The in-flight social calls of insectivorous bats: species specific behaviors and context of call production

UNCG Author/Contributor (non-UNCG co-authors, if there are any, appear on document)
Brian Springall (Creator)
The University of North Carolina at Greensboro (UNCG )
Web Site:
Matina Kalcounis-Rüppell

Abstract: Bats could be a useful study system for studying the evolution of social communication, as they exhibit a high diversity of social group size and complexity. However, the study of bat social calls has been limited, as they are nocturnal, volant animals that produce predominately ultrasonic vocalizations. Passive acoustic monitoring studies occasionally capture bat in-flight social calls. The information from surrounding echolocation calls can provide information on species identity, abundance, and foraging activity. I used passive acoustic monitoring in Greensboro, North Carolina, to identify seven types of in-flight social calls from Eptesicus fuscus, Lasiurus borealis, Lasiurus cinereus, Nycticeius humeralis, Perimyotis subflavus, and Tadarida brasiliensis. Eptesicus fuscus, N. humeralis, and T. brasiliensis differed in total social call production, and the proportional use of call types. Shared called types exhibited species-specific signatures. The presence of species-specific signatures indicates bats could potentially discern signaler identity. Social call production was highest early in the night and positively correlated with bat activity. Eptesicus fuscus and T. brasiliensis most commonly produced complex calls, which appear to mediate social interactions between conspecifics while foraging. Nycticeius humeralis most commonly produced downsweeps, which appear to be broad-functioning contact calls. Upsweeps exhibited a similar context to downsweeps, and were commonly produced by E. fuscus and N. humeralis. My results indicate bats use dedicated social calls to mediate different types of social interactions while in flight.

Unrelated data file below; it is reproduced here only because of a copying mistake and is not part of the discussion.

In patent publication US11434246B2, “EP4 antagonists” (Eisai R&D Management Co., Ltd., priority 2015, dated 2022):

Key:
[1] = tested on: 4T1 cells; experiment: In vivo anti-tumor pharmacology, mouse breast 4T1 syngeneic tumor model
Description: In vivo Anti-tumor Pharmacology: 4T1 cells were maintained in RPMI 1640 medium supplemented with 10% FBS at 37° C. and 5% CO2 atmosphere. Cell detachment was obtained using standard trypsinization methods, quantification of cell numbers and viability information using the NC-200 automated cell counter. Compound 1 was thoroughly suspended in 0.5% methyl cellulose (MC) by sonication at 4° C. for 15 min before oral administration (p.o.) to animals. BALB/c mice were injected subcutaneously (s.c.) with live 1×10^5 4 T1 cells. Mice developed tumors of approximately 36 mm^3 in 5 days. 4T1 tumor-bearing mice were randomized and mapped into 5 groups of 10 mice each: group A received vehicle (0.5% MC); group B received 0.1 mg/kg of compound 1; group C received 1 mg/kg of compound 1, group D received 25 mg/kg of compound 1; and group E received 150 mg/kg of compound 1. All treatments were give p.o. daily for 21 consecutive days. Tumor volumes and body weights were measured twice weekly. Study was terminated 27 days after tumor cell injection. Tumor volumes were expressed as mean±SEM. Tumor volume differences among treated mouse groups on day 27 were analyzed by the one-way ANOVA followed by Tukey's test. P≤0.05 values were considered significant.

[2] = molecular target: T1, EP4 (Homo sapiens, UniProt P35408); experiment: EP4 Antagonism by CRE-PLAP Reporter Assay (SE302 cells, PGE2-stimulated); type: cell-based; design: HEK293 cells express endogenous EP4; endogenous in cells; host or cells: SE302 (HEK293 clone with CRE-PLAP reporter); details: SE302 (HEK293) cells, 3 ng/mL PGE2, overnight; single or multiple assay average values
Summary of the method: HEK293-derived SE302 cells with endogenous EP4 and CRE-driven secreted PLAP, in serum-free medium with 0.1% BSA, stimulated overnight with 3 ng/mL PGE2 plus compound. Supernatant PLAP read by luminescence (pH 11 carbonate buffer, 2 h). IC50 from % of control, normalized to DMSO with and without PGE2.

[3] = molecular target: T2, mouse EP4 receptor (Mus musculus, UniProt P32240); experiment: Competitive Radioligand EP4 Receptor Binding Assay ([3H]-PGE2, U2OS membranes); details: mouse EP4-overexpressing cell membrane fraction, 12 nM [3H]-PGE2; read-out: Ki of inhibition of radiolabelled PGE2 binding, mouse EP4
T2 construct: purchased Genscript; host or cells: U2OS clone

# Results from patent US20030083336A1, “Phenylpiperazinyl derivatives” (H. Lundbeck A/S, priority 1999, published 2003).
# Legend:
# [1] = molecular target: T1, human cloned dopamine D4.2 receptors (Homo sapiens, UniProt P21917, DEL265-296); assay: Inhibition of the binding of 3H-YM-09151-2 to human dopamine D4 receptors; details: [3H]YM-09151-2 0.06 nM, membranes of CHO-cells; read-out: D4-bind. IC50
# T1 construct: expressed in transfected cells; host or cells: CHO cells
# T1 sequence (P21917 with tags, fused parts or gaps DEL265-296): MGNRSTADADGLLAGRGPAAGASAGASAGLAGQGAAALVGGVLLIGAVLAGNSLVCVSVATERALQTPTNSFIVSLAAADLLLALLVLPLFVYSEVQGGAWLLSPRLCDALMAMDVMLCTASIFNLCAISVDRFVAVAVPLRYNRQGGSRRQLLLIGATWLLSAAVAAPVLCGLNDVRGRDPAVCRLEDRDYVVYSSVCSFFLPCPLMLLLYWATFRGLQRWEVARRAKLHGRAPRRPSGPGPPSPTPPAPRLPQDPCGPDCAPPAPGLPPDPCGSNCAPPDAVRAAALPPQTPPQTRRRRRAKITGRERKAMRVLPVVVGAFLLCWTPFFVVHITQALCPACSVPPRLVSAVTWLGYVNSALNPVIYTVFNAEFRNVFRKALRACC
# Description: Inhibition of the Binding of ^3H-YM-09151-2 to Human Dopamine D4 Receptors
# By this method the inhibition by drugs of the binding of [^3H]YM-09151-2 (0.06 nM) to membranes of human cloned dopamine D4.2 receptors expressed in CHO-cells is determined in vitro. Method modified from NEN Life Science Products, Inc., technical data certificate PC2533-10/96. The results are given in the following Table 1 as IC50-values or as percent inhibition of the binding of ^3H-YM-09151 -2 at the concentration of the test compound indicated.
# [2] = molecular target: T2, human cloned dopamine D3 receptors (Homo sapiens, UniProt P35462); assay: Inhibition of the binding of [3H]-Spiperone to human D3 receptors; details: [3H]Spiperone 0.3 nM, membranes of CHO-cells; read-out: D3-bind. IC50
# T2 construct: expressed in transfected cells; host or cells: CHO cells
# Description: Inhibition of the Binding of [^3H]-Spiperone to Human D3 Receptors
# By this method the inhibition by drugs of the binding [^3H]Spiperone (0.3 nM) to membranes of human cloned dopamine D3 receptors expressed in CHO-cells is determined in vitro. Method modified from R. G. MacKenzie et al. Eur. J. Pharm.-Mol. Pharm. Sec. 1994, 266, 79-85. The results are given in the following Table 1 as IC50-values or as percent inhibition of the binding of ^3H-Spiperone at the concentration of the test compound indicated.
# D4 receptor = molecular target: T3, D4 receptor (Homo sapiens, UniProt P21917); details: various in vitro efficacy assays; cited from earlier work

Additional Information

Language: English
Date: 2019
Bioacoustics, Chiroptera, Molossidae, Vespertilionidae

Email this document to